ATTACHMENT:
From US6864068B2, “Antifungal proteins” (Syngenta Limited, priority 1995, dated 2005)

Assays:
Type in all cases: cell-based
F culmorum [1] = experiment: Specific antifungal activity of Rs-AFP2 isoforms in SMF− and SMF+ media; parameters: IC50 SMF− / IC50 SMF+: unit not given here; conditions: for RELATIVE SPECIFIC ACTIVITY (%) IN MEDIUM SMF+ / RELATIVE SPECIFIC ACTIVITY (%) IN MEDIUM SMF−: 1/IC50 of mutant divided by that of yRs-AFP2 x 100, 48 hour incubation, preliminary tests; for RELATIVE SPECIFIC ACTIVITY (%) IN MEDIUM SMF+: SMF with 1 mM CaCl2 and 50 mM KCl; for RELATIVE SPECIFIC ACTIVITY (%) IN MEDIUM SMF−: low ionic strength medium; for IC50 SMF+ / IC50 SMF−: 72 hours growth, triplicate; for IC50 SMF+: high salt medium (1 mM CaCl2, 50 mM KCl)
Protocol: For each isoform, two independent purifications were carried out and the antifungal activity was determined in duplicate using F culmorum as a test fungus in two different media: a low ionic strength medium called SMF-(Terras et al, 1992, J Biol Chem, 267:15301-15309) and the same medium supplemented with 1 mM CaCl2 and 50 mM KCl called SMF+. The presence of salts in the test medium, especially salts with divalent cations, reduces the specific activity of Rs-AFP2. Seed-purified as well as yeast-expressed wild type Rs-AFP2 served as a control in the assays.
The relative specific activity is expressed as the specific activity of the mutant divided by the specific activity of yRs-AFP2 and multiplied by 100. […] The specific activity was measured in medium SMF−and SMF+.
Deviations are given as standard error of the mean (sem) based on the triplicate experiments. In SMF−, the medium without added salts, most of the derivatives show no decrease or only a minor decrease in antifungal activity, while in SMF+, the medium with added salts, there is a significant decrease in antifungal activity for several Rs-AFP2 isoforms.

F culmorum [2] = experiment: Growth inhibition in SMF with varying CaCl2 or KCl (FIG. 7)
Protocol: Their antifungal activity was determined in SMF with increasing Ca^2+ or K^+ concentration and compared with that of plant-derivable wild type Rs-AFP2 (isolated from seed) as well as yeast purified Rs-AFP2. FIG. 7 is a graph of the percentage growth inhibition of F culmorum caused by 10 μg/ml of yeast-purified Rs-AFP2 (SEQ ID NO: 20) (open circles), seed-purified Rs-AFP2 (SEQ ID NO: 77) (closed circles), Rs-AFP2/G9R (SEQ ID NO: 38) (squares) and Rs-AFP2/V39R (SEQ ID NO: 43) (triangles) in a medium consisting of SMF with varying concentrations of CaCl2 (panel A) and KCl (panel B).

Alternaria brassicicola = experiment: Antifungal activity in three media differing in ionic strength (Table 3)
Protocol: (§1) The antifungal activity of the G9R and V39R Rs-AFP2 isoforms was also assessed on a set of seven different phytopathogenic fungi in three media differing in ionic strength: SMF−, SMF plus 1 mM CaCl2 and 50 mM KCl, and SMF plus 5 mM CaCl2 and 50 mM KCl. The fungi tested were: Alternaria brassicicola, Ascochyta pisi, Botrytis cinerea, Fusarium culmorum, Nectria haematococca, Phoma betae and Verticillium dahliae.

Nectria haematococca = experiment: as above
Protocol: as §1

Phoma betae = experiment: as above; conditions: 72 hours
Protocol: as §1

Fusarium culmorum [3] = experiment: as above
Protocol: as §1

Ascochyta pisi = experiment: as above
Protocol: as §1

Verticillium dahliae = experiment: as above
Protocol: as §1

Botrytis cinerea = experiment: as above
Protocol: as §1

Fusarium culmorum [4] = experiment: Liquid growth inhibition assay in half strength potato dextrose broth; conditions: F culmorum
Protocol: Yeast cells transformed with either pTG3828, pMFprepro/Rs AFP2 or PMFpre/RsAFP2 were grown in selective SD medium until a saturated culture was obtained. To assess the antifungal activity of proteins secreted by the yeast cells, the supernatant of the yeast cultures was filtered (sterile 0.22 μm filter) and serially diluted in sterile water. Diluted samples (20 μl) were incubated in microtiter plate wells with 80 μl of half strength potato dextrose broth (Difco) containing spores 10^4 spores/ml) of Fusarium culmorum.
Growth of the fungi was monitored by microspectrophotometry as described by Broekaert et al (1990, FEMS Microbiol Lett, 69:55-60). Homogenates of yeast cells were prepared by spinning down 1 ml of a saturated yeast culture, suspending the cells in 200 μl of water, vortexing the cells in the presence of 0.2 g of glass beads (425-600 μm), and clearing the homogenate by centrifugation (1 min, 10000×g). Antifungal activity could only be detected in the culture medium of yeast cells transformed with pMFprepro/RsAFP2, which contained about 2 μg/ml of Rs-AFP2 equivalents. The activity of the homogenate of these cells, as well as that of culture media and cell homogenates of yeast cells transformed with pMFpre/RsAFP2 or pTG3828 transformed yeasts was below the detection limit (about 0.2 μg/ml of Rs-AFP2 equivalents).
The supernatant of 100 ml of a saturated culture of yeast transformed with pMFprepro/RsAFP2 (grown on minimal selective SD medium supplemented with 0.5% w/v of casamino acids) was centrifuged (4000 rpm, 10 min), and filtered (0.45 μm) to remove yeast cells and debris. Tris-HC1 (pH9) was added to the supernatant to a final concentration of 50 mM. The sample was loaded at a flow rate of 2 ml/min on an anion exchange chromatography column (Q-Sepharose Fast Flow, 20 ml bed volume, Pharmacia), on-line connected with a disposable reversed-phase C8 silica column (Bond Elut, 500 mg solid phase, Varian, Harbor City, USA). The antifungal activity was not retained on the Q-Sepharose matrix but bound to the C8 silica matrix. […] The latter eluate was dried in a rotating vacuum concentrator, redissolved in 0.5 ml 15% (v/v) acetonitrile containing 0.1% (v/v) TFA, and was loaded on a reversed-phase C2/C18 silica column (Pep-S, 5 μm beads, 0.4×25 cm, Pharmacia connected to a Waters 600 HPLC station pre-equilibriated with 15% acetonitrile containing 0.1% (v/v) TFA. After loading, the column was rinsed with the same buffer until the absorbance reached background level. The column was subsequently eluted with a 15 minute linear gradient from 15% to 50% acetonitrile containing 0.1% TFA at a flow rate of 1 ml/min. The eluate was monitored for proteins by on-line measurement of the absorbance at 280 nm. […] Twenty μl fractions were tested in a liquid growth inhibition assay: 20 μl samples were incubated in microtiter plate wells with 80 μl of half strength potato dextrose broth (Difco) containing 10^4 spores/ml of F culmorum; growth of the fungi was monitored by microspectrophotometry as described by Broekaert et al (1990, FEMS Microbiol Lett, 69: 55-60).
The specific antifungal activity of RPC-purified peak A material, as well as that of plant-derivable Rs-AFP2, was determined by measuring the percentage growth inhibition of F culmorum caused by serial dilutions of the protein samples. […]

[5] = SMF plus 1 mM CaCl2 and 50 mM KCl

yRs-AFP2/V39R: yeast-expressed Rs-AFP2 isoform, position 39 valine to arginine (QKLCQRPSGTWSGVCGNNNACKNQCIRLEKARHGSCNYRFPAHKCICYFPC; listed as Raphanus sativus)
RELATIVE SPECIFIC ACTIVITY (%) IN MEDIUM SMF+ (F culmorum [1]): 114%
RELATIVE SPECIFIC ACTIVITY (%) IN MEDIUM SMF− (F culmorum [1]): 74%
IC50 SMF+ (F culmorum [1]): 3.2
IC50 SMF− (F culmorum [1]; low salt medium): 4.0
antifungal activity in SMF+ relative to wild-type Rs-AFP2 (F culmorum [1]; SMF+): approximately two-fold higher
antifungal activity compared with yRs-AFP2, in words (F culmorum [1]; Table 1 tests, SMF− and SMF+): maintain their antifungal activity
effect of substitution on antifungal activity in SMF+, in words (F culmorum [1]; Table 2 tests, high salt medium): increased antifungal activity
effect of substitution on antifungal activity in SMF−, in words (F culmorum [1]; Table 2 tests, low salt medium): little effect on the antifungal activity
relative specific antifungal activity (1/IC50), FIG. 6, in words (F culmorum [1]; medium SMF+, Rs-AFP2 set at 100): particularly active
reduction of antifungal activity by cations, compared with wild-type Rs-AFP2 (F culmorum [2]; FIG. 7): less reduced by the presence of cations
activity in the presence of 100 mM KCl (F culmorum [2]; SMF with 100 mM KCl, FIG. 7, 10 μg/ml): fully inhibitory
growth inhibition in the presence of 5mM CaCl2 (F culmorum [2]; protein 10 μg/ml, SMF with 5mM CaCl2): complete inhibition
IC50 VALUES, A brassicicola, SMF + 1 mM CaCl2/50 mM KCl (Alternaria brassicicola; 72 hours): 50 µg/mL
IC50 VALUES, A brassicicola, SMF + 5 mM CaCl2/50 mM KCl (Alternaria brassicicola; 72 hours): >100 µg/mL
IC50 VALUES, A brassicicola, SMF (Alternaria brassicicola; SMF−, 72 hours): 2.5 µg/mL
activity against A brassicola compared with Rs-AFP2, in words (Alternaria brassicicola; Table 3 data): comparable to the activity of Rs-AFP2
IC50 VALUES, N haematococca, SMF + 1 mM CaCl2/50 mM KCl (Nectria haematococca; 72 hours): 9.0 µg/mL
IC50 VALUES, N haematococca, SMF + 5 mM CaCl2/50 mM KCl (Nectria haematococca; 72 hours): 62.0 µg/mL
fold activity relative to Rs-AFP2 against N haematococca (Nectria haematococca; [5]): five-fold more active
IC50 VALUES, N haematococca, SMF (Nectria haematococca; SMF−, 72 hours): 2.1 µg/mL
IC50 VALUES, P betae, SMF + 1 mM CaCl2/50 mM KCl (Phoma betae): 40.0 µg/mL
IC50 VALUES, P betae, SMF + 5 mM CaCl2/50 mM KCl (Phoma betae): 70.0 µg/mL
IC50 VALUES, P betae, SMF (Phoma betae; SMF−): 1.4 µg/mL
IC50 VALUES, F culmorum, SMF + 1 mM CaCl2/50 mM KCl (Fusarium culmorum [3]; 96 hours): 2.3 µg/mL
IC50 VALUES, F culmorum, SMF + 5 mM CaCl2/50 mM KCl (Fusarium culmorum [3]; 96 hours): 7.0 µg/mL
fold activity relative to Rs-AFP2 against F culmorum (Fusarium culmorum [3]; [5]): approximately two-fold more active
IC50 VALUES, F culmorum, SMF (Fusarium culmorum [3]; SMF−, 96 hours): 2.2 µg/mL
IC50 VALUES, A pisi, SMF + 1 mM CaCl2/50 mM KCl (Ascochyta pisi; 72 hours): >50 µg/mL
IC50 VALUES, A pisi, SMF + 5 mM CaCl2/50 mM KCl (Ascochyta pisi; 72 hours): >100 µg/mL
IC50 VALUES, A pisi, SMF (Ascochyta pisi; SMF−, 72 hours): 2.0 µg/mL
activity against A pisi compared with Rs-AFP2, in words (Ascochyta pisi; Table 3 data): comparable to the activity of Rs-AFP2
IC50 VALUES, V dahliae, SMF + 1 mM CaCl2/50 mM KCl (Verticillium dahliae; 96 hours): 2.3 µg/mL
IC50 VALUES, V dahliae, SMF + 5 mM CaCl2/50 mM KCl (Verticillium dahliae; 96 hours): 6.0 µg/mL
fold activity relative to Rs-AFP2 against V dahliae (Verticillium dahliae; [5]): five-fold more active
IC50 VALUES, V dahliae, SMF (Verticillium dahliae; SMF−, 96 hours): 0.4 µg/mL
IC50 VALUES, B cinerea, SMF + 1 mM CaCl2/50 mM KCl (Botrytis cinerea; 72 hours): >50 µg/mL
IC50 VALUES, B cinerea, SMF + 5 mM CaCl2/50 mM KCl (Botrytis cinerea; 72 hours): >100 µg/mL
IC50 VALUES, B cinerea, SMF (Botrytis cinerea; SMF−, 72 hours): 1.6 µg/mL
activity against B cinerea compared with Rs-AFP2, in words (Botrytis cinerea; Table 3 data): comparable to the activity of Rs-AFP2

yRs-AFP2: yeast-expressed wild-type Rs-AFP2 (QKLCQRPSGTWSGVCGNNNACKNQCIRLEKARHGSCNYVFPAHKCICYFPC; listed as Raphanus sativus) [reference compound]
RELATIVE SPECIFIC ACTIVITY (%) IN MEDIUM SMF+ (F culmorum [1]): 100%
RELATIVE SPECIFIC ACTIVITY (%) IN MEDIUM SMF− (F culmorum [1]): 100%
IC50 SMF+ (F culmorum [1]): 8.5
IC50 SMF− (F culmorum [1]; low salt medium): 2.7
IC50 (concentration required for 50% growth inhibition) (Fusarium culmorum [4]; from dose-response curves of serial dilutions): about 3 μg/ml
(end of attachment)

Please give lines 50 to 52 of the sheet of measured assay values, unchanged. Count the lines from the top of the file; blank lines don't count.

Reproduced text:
IC50 VALUES, N haematococca, SMF (Nectria haematococca; SMF−, 72 hours): 2.1 µg/mL
IC50 VALUES, P betae, SMF + 1 mM CaCl2/50 mM KCl (Phoma betae): 40.0 µg/mL
IC50 VALUES, P betae, SMF + 5 mM CaCl2/50 mM KCl (Phoma betae): 70.0 µg/mL